Geochemists use physical and organic chemistry to study the composition of elements found in ground water, such as water from wells or aquifers, and of earth materials, such as rocks and sediment.

Geophysicists use the principles of physics to learn about the Earth’s surface and interior. They also study the properties of Earth’s magnetic, electric, and gravitational fields.

Oceanographers study the motion and circulation of ocean waters; the physical and chemical properties of the oceans; and how these properties affect coastal areas, climate, and weather.

Paleontologists study fossils found in geological formations in order to trace the evolution of plant and animal life and the geologic history of the Earth.

Petroleum geologists explore the Earth for oil and gas deposits. They analyze geological information to identify sites that should be explored. They collect rock and sediment samples from sites through drilling and other methods and test the samples for the presence of oil and gas. They also estimate the size of oil and gas deposits and work to develop sites to extract oil and gas.

Seismologists study earthquakes and related phenomena, such as tsunamis. They use seismographs and other instruments to collect data on these events.

For a more extensive list of geoscientist specialties, visit the American Geosciences Institute.

People with a geoscience background may become postsecondary teachers.

Geoscientists held about 31,800 jobs in 2019. The largest employers of geoscientists were as follows:

Architectural, engineering, and related services 26%
Mining, quarrying, and oil and gas extraction 21
Federal government, excluding postal service 7
State government, excluding education and hospitals 7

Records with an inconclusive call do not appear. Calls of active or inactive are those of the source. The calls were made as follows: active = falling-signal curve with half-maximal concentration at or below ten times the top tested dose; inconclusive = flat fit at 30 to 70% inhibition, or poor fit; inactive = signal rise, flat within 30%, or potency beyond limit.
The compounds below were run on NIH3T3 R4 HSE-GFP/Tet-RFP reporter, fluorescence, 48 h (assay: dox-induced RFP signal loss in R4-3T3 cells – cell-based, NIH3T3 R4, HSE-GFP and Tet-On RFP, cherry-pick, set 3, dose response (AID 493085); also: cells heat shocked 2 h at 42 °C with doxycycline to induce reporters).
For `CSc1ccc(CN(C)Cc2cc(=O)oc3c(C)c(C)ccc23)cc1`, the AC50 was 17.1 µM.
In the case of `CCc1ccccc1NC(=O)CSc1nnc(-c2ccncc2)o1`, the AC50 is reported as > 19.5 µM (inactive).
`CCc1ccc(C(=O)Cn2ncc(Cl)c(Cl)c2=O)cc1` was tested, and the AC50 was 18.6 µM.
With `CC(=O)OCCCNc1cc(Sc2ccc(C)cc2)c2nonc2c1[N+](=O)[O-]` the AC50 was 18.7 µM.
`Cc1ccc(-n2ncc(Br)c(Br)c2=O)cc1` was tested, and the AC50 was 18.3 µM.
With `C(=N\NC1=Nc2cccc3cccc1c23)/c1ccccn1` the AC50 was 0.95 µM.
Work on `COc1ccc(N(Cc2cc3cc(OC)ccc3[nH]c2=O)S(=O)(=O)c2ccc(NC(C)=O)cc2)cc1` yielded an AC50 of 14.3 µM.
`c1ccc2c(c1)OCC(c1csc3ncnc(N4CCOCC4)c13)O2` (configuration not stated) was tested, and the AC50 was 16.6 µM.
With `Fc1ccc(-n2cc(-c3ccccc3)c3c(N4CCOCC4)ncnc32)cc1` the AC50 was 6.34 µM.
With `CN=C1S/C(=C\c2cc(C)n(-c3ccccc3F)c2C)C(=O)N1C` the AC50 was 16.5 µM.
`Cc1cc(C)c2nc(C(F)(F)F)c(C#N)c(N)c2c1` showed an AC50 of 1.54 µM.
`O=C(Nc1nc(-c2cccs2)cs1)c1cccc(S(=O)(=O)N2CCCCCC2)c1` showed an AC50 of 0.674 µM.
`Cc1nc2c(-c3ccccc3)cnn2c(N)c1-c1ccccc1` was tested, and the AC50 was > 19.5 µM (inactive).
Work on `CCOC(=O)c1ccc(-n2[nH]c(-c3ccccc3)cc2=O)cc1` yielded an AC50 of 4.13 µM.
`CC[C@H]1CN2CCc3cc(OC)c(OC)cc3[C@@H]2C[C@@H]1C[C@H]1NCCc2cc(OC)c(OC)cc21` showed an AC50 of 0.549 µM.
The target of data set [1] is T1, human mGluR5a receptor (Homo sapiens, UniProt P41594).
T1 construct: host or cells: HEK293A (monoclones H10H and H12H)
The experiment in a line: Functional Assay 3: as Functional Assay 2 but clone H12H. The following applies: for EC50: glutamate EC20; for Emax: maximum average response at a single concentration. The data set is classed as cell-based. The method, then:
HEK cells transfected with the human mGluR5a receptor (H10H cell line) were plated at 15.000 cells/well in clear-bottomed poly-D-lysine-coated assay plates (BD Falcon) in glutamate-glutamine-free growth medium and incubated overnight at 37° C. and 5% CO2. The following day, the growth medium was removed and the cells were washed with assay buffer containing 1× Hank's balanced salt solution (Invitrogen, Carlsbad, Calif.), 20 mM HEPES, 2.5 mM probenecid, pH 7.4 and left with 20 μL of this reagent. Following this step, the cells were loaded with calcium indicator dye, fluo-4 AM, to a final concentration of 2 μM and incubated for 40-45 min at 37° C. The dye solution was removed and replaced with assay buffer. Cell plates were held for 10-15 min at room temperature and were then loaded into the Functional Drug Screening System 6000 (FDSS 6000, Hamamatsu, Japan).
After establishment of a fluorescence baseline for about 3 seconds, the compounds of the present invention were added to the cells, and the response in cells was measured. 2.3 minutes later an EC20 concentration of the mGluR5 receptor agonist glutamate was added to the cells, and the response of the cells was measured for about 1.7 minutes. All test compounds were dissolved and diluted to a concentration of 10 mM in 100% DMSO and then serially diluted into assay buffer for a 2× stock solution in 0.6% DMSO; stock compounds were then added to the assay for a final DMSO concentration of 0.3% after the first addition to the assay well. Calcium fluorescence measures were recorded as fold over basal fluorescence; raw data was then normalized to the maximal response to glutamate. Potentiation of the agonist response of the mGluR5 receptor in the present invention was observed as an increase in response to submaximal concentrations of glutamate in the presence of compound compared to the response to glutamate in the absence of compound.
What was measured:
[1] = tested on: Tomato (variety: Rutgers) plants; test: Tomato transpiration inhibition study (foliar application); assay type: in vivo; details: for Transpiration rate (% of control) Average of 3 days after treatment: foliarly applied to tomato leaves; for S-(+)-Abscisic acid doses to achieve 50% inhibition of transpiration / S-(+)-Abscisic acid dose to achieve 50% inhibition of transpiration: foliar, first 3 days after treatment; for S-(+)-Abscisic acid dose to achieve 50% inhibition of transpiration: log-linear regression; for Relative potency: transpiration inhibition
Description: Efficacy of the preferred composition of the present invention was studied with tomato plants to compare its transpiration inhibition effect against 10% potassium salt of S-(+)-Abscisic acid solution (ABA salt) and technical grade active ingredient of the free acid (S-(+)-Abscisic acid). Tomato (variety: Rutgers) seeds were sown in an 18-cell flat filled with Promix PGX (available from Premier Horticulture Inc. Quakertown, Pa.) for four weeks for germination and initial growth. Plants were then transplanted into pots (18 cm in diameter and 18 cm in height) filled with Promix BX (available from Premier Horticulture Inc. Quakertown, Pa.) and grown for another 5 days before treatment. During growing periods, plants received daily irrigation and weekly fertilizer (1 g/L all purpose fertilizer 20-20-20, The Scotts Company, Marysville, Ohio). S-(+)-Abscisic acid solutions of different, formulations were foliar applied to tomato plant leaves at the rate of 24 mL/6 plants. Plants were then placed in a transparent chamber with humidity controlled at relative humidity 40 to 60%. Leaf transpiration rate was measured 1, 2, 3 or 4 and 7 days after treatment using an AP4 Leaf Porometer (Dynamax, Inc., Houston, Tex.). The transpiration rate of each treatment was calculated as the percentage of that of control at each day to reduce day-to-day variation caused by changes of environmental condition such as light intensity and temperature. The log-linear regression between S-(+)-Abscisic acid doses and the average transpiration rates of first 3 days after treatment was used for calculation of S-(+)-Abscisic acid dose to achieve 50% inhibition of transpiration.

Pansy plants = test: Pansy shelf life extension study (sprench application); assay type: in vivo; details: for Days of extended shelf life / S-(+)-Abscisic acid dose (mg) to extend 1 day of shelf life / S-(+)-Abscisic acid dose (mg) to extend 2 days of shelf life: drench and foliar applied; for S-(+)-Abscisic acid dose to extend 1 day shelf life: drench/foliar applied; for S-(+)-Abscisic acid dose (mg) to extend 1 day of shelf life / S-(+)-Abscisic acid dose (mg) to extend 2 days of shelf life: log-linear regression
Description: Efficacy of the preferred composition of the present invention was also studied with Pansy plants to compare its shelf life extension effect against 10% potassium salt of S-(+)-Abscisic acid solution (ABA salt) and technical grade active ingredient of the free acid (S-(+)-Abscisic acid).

Colleges, universities, and professional schools; state, local, and private 6

Geoscientists work in states that have a prominence of oil and gas activities. Workers in natural resource extraction fields usually work as part of a team, with other scientists and engineers. For example, they may work closely with petroleum engineers to find and develop new sources of oil and natural gas.

Most geoscientists split their time between working in the field, in laboratories, and in offices. Fieldwork can take geoscientists to remote locations all over the world. For example, oceanographers may spend months at sea on a research ship, and petroleum geologists may spend long periods in remote areas while doing exploration activities. Extensive travel and long periods away from home can be physically and psychologically demanding. Having outdoor skills, such as camping and hiking skills, may be useful.

Work Schedules

Most geoscientists work full time. They may work additional or irregular hours when doing fieldwork. Geoscientists travel frequently to meet with clients and to conduct fieldwork.

This table shows a list of occupations with job duties that are similar to those of geoscientists.

Occupation Job Duties Entry-Level Education Median Annual Pay, May 2019

Anthropologists and Archeologists

Anthropologists and archeologists study the origin, development, and behavior of humans.

Master’s degree $63,670